Former Vice President Dick Cheney showed up on Fox News on Wednesday to make a familiar case for going back to war in Iraq: Nuclear weapons are "spreading" to extremists across the globe.
In recent weeks the al Qaeda splinter group ISIS has taken advantage of a power vacuum left after the U.S. invaded Iraq to take over large parts of the country, giving Cheney and other architects of the 2003 invasion an opportunity to use some of their original talking points for military action.
Cheney's recent op-ed in The Wall Street Journal stopped just short of accusing President Barack Obama of treason, saying that he had been determined to take the United States "down a notch" before leaving office.
"Defeating them will require a strategy—not a fantasy," Cheney wrote. "It will require sustained difficult military, intelligence and diplomatic efforts—not empty misleading rhetoric. It will require rebuilding America's military capacity—reversing the Obama policies that have weakened our armed forces and reduced our ability to influence events around the world."
After a campaign of television interviews failed to make his case against Obama, Cheney was back on Fox News on Wednesday to play the same nuclear weapons card that he used in 2003.
"The focus shouldn't be just on Iraq," he insisted. "It's indicative of a much broader problem. We've had -- The Rand Corporation just recently published a study that shows there's been a 58 percent increase in the number of al Qaeda-type terrorist groups in the last four years. Fifty-eight percent! Doubling the number of terrorists roughly, and they're spreading out from West Africa all across North Africa to East Africa, up through the Middle East, all the way around to Indonesia."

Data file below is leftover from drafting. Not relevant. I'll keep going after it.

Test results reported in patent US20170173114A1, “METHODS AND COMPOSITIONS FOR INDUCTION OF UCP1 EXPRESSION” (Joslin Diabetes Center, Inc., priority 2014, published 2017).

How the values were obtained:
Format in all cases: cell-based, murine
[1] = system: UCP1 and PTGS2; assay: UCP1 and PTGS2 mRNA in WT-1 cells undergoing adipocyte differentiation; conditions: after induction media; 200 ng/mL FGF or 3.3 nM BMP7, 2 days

"And the other problem, of course, is the developing possibility that sooner or later some of them will get their hands on deadlier weapons," the former vice president added.
While Cheney was taking a breath, Fox News host Elisabeth Hasselbeck tossed him a softball
"Are you indicating that we could be on track for something worse than 9/11?" she asked.
"I think that's a possibility," he declared. "You know, I can't say at this point specifically when something like that might happen. But it would be foolish of us to ignore the extent to which there are people who -- terrorist-sponsoring states who have in fact tried to provide nuclear technology."
"The North Koreans, for example, built a nuclear reactor in the Syrian dessert," Cheney continued. "We've also had testimony from the man who created the Pakistani [nuclear] program publicly, A.Q. Khan, that the North Koreans bribed the Pakistanis for the latest enrichment technology."
"So, it's spreading. And access to those kind of capabilities, I think, is on an increase."
In 2002, Cheney had argued that the United States must attack Iraq because Saddam Hussein would have nuclear weapons "fairly soon."
"We do know, with absolute certainty, that he is using his procurement system to acquire the equipment he needs in order to enrich uranium to build a nuclear weapon," Cheney told NBC later that year.
President George W. Bush also used similar talking points, warning that the U.S. could not wait for proof of Cheney's claims because "the smoking gun—that could come in the form of a mushroom cloud."
And then in his 2003 State of the Union Address, Bush included the now-infamous "16 words" that put the country on a path to war: "The British government has learned that Saddam Hussein recently sought significant quantities of uranium from Africa."
Watch he video below from Fox News' Fox & Friends, broadcast June 25, 2014.